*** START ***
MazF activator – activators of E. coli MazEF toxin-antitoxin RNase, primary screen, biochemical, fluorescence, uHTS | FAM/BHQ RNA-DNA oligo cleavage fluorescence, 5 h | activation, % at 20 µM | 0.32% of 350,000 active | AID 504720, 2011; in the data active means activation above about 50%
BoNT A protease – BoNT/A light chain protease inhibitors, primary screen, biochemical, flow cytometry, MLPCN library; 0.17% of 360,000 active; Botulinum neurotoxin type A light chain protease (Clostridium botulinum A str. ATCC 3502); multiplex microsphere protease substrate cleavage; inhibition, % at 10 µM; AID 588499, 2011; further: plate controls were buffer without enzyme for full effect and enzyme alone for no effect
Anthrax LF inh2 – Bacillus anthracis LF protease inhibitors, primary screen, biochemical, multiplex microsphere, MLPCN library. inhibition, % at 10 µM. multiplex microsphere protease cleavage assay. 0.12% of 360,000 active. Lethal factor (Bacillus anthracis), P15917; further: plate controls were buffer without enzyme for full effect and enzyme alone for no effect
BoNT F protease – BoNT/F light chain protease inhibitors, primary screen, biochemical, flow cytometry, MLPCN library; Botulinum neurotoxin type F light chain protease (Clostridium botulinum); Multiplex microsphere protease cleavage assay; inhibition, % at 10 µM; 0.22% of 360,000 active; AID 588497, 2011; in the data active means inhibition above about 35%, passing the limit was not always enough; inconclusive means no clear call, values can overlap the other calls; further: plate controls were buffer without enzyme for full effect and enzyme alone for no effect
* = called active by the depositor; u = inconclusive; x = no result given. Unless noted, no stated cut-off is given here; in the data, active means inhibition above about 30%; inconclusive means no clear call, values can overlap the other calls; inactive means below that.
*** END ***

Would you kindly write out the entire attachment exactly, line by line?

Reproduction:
MazF activator – activators of E. coli MazEF toxin-antitoxin RNase, primary screen, biochemical, fluorescence, uHTS | FAM/BHQ RNA-DNA oligo cleavage fluorescence, 5 h | activation, % at 20 µM | 0.32% of 350,000 active | AID 504720, 2011; in the data active means activation above about 50%
BoNT A protease – BoNT/A light chain protease inhibitors, primary screen, biochemical, flow cytometry, MLPCN library; 0.17% of 360,000 active; Botulinum neurotoxin type A light chain protease (Clostridium botulinum A str. ATCC 3502); multiplex microsphere protease substrate cleavage; inhibition, % at 10 µM; AID 588499, 2011; further: plate controls were buffer without enzyme for full effect and enzyme alone for no effect
Anthrax LF inh2 – Bacillus anthracis LF protease inhibitors, primary screen, biochemical, multiplex microsphere, MLPCN library. inhibition, % at 10 µM. multiplex microsphere protease cleavage assay. 0.12% of 360,000 active. Lethal factor (Bacillus anthracis), P15917; further: plate controls were buffer without enzyme for full effect and enzyme alone for no effect
BoNT F protease – BoNT/F light chain protease inhibitors, primary screen, biochemical, flow cytometry, MLPCN library; Botulinum neurotoxin type F light chain protease (Clostridium botulinum); Multiplex microsphere protease cleavage assay; inhibition, % at 10 µM; 0.22% of 360,000 active; AID 588497, 2011; in the data active means inhibition above about 35%, passing the limit was not always enough; inconclusive means no clear call, values can overlap the other calls; further: plate controls were buffer without enzyme for full effect and enzyme alone for no effect
* = called active by the depositor; u = inconclusive; x = no result given. Unless noted, no stated cut-off is given here; in the data, active means inhibition above about 30%; inconclusive means no clear call, values can overlap the other calls; inactive means below that.